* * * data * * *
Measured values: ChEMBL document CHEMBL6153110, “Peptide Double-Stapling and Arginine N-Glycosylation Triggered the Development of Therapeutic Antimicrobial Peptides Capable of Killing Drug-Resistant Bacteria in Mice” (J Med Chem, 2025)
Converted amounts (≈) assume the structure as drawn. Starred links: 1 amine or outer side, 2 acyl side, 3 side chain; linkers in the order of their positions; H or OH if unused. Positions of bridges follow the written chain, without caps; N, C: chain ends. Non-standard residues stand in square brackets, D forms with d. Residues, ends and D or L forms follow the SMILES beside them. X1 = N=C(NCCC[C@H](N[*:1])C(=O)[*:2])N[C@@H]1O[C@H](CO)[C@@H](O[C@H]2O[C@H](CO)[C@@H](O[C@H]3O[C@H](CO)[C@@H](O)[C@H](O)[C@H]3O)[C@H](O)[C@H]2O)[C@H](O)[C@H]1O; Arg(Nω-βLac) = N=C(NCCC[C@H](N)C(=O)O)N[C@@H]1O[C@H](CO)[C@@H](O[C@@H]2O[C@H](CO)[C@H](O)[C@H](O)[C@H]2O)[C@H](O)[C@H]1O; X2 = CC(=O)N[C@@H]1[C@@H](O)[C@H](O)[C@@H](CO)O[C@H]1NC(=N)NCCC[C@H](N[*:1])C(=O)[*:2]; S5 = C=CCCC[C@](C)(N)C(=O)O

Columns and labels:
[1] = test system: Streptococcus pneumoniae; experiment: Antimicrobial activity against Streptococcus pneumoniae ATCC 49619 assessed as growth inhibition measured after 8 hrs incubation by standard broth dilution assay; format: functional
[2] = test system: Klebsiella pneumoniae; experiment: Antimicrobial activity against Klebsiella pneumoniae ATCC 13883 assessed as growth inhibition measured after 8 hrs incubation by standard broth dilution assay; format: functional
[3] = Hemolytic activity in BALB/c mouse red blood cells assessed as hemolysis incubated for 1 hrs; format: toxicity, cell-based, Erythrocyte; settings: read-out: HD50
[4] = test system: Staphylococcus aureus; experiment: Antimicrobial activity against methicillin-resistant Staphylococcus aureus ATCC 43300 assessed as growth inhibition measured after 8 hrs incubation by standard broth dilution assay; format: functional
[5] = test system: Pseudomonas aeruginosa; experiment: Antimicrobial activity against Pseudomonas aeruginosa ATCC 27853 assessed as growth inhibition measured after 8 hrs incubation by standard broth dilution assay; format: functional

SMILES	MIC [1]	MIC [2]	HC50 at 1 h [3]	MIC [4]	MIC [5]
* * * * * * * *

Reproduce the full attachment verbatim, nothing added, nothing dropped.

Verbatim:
Measured values: ChEMBL document CHEMBL6153110, “Peptide Double-Stapling and Arginine N-Glycosylation Triggered the Development of Therapeutic Antimicrobial Peptides Capable of Killing Drug-Resistant Bacteria in Mice” (J Med Chem, 2025)
Converted amounts (≈) assume the structure as drawn. Starred links: 1 amine or outer side, 2 acyl side, 3 side chain; linkers in the order of their positions; H or OH if unused. Positions of bridges follow the written chain, without caps; N, C: chain ends. Non-standard residues stand in square brackets, D forms with d. Residues, ends and D or L forms follow the SMILES beside them. X1 = N=C(NCCC[C@H](N[*:1])C(=O)[*:2])N[C@@H]1O[C@H](CO)[C@@H](O[C@H]2O[C@H](CO)[C@@H](O[C@H]3O[C@H](CO)[C@@H](O)[C@H](O)[C@H]3O)[C@H](O)[C@H]2O)[C@H](O)[C@H]1O; Arg(Nω-βLac) = N=C(NCCC[C@H](N)C(=O)O)N[C@@H]1O[C@H](CO)[C@@H](O[C@@H]2O[C@H](CO)[C@H](O)[C@H](O)[C@H]2O)[C@H](O)[C@H]1O; X2 = CC(=O)N[C@@H]1[C@@H](O)[C@H](O)[C@@H](CO)O[C@H]1NC(=N)NCCC[C@H](N[*:1])C(=O)[*:2]; S5 = C=CCCC[C@](C)(N)C(=O)O

Columns and labels:
[1] = test system: Streptococcus pneumoniae; experiment: Antimicrobial activity against Streptococcus pneumoniae ATCC 49619 assessed as growth inhibition measured after 8 hrs incubation by standard broth dilution assay; format: functional
[2] = test system: Klebsiella pneumoniae; experiment: Antimicrobial activity against Klebsiella pneumoniae ATCC 13883 assessed as growth inhibition measured after 8 hrs incubation by standard broth dilution assay; format: functional
[3] = Hemolytic activity in BALB/c mouse red blood cells assessed as hemolysis incubated for 1 hrs; format: toxicity, cell-based, Erythrocyte; settings: read-out: HD50
[4] = test system: Staphylococcus aureus; experiment: Antimicrobial activity against methicillin-resistant Staphylococcus aureus ATCC 43300 assessed as growth inhibition measured after 8 hrs incubation by standard broth dilution assay; format: functional
[5] = test system: Pseudomonas aeruginosa; experiment: Antimicrobial activity against Pseudomonas aeruginosa ATCC 27853 assessed as growth inhibition measured after 8 hrs incubation by standard broth dilution assay; format: functional

SMILES	MIC [1]	MIC [2]	HC50 at 1 h [3]	MIC [4]	MIC [5]